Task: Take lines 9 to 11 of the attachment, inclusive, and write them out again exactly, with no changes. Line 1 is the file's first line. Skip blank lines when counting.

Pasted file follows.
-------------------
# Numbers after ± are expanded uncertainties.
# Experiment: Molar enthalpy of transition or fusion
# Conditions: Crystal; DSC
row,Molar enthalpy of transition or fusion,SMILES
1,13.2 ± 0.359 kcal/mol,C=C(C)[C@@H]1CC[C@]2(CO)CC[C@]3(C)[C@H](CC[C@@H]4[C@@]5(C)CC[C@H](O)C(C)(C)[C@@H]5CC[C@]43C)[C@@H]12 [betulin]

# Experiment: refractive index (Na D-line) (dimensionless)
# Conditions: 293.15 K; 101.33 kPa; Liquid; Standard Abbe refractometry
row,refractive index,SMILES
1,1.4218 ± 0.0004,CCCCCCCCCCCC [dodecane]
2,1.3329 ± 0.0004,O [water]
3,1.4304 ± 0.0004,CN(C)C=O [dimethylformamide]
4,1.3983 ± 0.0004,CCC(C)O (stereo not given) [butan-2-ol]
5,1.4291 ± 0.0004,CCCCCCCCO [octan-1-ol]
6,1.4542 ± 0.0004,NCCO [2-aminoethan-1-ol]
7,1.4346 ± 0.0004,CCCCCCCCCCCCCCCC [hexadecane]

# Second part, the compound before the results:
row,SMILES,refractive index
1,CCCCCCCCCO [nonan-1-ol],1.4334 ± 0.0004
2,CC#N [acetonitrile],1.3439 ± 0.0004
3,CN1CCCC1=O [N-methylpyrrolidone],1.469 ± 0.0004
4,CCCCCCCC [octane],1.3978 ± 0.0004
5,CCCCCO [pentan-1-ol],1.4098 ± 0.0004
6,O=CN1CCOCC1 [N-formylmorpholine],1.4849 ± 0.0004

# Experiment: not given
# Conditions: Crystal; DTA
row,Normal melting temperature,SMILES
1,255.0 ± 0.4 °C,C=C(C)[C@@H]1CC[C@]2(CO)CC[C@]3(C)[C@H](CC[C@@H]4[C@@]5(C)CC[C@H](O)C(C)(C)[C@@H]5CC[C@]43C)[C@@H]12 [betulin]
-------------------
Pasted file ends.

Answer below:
1,1.4218 ± 0.0004,CCCCCCCCCCCC [dodecane]
2,1.3329 ± 0.0004,O [water]
3,1.4304 ± 0.0004,CN(C)C=O [dimethylformamide]